The reference rate is that set by an official entity and that serves as the basis for calculating the interest rate that will be paid for a financial transaction. This, usually adding a spread called a spread.
In other words, the reference type functions as a "floor" or "floor" to which an additional percentage is added. In this way, the interest rate on a loan is determined.
Some known interest rates are:
- Euribor: It is the interest rate at which eurozone banks lend money to each other. The European Money Markets Institute (EMMI) calculates it daily.
- Libor: It is the rate based on interest rates at which British banks lend money to each other in the interbank market. It is published daily by the British Bankers Association.
- Preferential interest rate or prime rate: It is the interest rate that US banks charge to their best clients, that is, to those who have a lower risk of defaulting.
Reference rate and monetary policy
Central banks set a reference rate from which they manage monetary policy. This, because said indicator serves as the basis for interbank loans.
To understand the above, we must take into account that the monetary authorities require a minimum reserve requirement (reserve that cannot be used) from banks. Thus, those financial entities that do not meet said requirement can request short-term loans from other surplus institutions.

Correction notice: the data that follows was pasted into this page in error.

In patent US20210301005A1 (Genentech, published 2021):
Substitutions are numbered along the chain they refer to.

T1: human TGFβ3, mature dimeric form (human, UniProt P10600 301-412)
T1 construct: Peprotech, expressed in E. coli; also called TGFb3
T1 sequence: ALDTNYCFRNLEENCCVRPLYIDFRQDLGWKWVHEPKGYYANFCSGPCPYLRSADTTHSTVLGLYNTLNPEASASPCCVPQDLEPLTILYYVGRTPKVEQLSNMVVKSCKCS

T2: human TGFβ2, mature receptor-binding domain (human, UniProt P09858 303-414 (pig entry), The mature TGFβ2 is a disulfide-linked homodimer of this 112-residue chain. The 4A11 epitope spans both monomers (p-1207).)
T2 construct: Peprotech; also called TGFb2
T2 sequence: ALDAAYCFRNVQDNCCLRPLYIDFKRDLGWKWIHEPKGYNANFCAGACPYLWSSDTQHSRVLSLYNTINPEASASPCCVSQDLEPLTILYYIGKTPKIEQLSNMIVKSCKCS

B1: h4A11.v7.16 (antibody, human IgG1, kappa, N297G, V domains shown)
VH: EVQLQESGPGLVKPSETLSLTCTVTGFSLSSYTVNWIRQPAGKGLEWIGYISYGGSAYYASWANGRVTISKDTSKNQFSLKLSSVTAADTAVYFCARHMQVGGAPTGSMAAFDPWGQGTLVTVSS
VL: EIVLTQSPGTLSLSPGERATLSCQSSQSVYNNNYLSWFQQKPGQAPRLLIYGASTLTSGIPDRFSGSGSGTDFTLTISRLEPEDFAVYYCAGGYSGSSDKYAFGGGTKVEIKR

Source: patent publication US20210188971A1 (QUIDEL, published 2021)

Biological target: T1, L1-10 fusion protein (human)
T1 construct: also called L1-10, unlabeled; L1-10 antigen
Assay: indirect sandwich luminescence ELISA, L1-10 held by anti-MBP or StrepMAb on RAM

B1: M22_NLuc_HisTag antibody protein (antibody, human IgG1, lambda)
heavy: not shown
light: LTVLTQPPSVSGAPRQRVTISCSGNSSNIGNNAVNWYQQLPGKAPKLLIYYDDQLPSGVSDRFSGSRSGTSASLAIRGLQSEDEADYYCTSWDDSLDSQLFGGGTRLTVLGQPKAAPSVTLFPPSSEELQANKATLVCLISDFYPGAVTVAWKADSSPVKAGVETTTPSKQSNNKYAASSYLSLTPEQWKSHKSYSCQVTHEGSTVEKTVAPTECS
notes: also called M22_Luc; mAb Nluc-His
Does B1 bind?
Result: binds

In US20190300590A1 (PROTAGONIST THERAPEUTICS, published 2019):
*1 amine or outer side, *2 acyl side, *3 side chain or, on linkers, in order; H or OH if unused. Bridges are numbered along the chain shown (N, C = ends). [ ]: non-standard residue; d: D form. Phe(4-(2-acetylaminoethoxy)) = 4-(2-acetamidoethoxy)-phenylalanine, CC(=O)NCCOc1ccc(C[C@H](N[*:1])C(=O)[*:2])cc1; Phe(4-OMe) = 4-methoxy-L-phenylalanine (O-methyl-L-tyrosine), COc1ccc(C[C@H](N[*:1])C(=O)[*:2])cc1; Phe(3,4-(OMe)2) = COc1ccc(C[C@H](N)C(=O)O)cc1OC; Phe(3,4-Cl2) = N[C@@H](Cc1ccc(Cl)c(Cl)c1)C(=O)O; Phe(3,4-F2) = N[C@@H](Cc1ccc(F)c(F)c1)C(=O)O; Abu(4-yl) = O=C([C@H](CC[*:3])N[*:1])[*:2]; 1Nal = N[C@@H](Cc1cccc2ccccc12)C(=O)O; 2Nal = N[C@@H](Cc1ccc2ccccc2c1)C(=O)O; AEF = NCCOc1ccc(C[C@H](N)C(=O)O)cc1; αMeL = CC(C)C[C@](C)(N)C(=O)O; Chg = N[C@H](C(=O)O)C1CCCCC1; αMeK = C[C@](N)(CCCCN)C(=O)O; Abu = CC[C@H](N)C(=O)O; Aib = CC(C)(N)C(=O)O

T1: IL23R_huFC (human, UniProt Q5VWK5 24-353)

Thus, the cost of these credits between financial institutions is known as the interbank interest rate. This will vary in the same direction as the reference rate (if one goes up or down, the other goes too).
So, the reference rate works as a monetary policy tool because, when it rises, the interbank interest rate also increases, increasing the cost of banks to obtain funds. Therefore, interest rates for the public will rise and lending will stop.
On the contrary, if the reference rate is lowered, the cost of financing will also decrease. In this way, for example, the economy could be given a boost in the face of a recession.
Reference type example
Suppose that the bank grants a mortgage loan with a variable interest rate where the reference rate is Euribor plus a spread of 5%.
So, if the Euribor is at -0.28%, the applicable interest rate for the loan will be 4.72%.
It should be noted that, as it is a variable interest rate financing, each payment period (for example, each month) will be updated with an interest rate.
Advantages and disadvantages of the referral rate
The reference rate is an advantage for the lender taking into account that a minimum income is ensured. However, the interest rate could vary greatly over time. Consequently, the creditor's income could also be somewhat unstable.
On the other hand, from the point of view of the debtor, the advantage of the reference rate is perhaps that it helps them understand how the cost of financing is calculated.
However, if the reference rate goes too high, this could affect the borrower's finances.